The Palestine Liberation Organization has prevented food supplies stored in a United Nations warehouse here from reaching refugees in besieged West Beirut and southern Lebanon for the past 10 days, U.N. officials charged today.

PLO officials here, who in the past have bitterly condemned Israeli forces for periodic blockades of food and water to West Beirut, confirmed reports that they were preventing the U.N. Relief and Works Agency from removing food from its West Beirut warehouse.

A Palestinian official justified the decision on grounds that the agency wanted to send some of the food to Israeli-occupied southern Lebanon, a move that would reduce the supplies going to refugees in West Beirut.

The Vienna-based relief agency, which has helped Palestinian refugees for the past three decades, said that since July 19, the PLO has posted a five-man guard at the gate of the warehouse with orders to "prevent any UNRWA supplies from entering or leaving the warehouse without written authority from the PLO."

The result, UNRWA officials said in a statement released here and in Vienna and New York, was that "emergency relief operations . . . for some 30,000 displaced Palestinian refugees in West Beirut, and the movement of supplies from Beirut for distribution to homeless families in south Lebanon have been stopped."

UNRWA said contacts with the PLO to lift the restrictions "have met with no practical effect." It said a convoy of two trucks loaded with rice and sugar to be delivered Tuesday to refugees in the southern Lebanese city of Sidon, which is under Israeli control, had been prevented from leaving the warehouse.

"Distribution teams in West Beirut have been without flour, rice, sugar, corned beef and skim milk products to issue to displaced Palestinian refugees for over a week, and in Sidon, UNRWA teams have been deprived of the 48 tons of food supplies which were scheduled to have been delivered last week and today," the UNRWA statement said.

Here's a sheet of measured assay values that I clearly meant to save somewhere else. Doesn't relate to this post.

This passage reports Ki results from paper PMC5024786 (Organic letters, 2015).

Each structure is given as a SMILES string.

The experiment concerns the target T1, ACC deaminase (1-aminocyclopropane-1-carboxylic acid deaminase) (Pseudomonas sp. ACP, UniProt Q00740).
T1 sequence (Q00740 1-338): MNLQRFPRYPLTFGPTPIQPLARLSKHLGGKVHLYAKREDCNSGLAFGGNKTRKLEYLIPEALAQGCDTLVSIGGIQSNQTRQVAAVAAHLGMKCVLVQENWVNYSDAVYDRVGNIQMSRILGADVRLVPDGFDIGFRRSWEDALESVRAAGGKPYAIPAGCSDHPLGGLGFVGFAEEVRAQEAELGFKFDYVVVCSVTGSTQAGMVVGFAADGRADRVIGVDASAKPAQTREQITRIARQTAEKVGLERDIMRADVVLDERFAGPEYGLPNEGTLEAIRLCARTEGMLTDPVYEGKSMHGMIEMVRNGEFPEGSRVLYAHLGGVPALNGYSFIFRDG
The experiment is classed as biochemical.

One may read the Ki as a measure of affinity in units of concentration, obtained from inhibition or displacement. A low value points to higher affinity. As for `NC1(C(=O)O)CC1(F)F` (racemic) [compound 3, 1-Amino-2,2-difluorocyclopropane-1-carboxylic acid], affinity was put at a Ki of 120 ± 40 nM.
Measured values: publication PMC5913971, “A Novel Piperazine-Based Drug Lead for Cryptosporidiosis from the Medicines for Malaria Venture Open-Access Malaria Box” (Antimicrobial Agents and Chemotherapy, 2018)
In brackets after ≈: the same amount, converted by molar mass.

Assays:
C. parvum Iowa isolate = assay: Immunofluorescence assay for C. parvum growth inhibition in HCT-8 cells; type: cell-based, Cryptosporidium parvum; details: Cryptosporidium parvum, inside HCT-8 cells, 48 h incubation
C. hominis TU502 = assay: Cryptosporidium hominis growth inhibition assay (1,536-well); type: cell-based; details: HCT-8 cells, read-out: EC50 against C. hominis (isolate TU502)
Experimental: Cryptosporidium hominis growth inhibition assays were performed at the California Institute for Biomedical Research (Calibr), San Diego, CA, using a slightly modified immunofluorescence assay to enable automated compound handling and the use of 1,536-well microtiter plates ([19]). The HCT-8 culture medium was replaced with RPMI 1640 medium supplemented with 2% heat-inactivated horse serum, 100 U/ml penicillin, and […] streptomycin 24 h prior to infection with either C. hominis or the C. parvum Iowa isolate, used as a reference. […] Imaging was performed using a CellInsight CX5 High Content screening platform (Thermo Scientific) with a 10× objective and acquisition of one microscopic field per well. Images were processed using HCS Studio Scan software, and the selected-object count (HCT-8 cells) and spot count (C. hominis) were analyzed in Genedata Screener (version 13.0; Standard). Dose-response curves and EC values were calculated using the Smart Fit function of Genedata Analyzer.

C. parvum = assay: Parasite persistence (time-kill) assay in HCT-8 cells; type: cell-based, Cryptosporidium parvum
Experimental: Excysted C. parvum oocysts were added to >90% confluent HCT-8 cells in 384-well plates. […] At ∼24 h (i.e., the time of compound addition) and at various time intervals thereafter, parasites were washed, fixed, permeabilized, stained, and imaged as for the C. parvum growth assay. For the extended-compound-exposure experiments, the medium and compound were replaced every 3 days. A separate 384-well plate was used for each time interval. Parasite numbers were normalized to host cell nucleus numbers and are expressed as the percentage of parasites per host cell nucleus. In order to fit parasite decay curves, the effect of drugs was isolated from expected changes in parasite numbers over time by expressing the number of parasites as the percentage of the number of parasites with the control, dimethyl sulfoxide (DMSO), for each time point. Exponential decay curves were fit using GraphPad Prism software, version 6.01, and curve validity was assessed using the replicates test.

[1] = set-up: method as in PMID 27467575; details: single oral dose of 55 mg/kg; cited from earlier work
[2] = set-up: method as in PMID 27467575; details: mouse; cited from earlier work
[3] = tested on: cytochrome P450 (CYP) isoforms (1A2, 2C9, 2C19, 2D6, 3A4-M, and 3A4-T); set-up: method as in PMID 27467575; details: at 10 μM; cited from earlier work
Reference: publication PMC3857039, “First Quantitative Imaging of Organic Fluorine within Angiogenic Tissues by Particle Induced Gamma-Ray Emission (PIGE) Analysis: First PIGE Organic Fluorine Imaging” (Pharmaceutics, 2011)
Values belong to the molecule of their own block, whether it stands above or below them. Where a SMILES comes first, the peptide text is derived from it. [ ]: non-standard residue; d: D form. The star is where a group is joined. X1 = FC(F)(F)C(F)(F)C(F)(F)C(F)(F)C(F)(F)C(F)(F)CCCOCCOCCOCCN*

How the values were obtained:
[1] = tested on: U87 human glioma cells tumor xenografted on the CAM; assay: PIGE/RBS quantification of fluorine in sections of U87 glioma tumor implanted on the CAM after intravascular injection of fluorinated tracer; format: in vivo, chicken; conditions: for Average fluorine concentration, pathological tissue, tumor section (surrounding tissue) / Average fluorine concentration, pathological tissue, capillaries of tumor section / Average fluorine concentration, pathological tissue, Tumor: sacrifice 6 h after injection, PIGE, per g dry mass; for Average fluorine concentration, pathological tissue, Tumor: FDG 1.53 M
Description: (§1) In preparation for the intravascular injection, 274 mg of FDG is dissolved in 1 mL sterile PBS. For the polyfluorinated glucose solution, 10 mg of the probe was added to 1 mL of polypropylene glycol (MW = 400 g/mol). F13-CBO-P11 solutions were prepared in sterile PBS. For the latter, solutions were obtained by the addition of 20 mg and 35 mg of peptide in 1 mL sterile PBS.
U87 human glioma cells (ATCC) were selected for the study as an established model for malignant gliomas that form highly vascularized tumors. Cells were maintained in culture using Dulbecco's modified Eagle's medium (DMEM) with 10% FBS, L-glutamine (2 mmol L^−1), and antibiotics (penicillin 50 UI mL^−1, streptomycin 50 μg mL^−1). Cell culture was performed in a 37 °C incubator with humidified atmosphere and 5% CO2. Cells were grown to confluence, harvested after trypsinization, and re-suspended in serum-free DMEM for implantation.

The PLO official argued that UNRWA had plentiful supplies available in Syria, Cyprus and Israel that could be sent to southern Lebanon. But in confirming the gist of the UNRWA communique, the official conceded that the PLO decision also was depriving some 30,000 displaced Palestinian civilians in West Beirut of UNWRA supplies, which are distributed through public and private channels.

The official invoked the week-long Israeli offensive against West Beirut--and the destruction and disorganization it has caused the PLO--to explain why the problem had not been settled early last week when it first arose.

The question of food and medical supplies to civilians in the western part of the city, under siege by Israeli forces since mid-June, has been an emotionally charged issue here. Palestinian and Lebanese officials have accused the Israelis of periodically cutting off supplies in order to pressure the PLO to withdraw from the city. Israeli officials said that they lifted a blockade on emergency supplies earlier this month for humanitarian reasons and have accused the PLO of using the issue for propaganda purposes.

In Geneva today, Israeli Ambassador Ovadia Soffer accused the leadership of the World Council of Churches of making "libelous" charges in a resolution condemning the Israeli invasion of Lebanon. The resolution accused Israel of "barring access of international humanitarian agencies to places of detention of prisoners and refugee relocation centers" and of blocking delivery of basic necessities for war victims.

In a statement, Soffer said Israeli forces had set up a "gigantic humanitarian and medical infrastructure . . . to aid the Lebanese population" and had worked closely with international relief agencies.